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Maverick Machine Band a Big Part of Game Day
Marching band is now over 100 members strong.
Robb Murray, Mankato Free Press, 10-21-2016
These days, Minnesota State University, Mankato’s marching band, the Maverick Machine, is 100 members strong and growing, a loud and proud presence at campus football and hockey games, a swarming mass of purple and gold pride.
But there was a time when it wasn’t so … proud.
In fact, the marching and pep band dwindled more than a decade ago to much humbler numbers. It dipped so low, in fact, that it just sort of died off. The band went away and no longer occupied its familiar place at Maverick home games.
And then, a few years ago, thanks to band director Michael Thursby, it came back.
It started small — maybe 30 members at first, wearing just purple T-shirts at hockey games. But they were good, and spirited, and that spirit was infectious. And today, after several years of solid growth, the Maverick Machine is indeed a machine. More than 100 members strong, they’ve become an undeniable part of gameday for both the football and hockey teams.
They march on the field and bring their increasingly big sound to the Verizon Wireless Center where they are the heart of the student section.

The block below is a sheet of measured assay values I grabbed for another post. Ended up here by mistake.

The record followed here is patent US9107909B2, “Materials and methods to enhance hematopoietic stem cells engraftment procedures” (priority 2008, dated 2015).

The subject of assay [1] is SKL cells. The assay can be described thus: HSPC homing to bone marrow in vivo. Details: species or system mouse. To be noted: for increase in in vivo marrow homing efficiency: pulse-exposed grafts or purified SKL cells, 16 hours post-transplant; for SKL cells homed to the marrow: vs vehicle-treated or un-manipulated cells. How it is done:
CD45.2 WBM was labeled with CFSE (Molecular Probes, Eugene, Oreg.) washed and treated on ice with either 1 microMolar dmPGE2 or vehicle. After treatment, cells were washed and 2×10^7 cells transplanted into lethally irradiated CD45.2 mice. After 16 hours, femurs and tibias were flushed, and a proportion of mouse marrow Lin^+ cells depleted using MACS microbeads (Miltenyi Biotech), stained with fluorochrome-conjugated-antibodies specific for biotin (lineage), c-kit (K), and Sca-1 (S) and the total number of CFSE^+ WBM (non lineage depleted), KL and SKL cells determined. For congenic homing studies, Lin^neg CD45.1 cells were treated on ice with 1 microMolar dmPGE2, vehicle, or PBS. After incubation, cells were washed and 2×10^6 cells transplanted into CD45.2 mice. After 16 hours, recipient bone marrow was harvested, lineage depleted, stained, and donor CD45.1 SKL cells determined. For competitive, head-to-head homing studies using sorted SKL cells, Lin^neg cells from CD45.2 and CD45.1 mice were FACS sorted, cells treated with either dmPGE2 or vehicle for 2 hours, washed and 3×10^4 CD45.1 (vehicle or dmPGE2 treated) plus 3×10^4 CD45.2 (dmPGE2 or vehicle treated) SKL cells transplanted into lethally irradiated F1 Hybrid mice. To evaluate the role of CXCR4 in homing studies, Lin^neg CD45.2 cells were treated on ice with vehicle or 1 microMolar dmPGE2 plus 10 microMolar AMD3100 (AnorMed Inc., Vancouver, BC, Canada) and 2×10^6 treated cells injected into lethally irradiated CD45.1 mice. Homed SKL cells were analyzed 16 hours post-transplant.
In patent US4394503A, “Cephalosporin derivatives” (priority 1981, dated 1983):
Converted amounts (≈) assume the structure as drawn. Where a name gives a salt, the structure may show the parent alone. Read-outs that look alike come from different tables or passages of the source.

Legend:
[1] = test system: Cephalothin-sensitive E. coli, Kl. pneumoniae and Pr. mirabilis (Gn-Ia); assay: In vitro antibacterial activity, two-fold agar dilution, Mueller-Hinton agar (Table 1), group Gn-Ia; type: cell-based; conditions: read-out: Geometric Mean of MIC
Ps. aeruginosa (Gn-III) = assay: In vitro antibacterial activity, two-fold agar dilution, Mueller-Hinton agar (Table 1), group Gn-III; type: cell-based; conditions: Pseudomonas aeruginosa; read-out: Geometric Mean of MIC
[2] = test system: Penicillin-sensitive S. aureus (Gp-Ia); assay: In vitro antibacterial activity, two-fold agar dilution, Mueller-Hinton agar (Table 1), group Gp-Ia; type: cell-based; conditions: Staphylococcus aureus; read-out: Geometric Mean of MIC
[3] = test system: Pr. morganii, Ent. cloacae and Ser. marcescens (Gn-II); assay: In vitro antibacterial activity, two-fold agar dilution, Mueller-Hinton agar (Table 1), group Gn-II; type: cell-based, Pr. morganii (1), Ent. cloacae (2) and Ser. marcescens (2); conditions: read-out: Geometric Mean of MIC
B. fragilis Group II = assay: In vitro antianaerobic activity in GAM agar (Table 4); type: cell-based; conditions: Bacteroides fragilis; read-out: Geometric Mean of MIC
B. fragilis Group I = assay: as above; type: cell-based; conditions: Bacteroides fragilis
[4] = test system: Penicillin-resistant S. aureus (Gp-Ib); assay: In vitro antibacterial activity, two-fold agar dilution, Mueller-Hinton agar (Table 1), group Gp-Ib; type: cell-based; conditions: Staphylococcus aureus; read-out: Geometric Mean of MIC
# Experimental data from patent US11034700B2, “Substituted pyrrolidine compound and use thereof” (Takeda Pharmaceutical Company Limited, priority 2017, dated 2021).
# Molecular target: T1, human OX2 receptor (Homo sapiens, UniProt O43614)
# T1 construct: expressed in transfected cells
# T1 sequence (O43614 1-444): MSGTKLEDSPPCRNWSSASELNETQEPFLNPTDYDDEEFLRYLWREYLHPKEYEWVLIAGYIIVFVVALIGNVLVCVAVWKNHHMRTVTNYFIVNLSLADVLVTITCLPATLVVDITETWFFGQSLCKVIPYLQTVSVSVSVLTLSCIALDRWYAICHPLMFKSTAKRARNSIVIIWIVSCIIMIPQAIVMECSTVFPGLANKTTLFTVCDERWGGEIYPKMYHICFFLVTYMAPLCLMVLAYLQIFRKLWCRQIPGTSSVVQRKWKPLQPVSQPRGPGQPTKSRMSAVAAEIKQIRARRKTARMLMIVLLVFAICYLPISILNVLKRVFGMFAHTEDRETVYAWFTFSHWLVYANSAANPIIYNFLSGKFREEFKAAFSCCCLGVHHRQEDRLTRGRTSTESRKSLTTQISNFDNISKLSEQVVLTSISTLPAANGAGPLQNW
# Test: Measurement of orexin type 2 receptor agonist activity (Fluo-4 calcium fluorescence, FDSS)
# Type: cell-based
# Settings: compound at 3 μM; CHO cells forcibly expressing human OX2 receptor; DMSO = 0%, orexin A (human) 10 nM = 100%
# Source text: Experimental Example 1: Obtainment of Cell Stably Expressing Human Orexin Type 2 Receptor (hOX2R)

And now they’re holding the first of what they hope will become an annual event. It’s called Band Day and it takes place Oct. 29. It aims to give area middle and high school students the chance to actually perform with the Maverick Machine at a football game and attend clinic sessions for students interested in wind instruments, percussion, colorguard and baton performers.
“This is one of our big recruiting tools,” said Katelyn Royce, the band’s president and drum major. “We’re hoping to reach out to as many people from the community and local high school bands as possible, to say ‘This is what’s happening, do you want to join us?’ It’s a really, really great opportunity for people thinking about MSU and thinking about marching band.”
Royce said the band is starting to implement some new traditions. One of them is gathering together near the goalpost post-game and singing the Minnesota State Mankato Hymn. Perhaps one day the student section will join them.
“Singing the hymn was a good way to get it more well known,” Royce said. “When you think college gameday, you think face paint and marching band and burgers on the grill. We want to be a part of that.”
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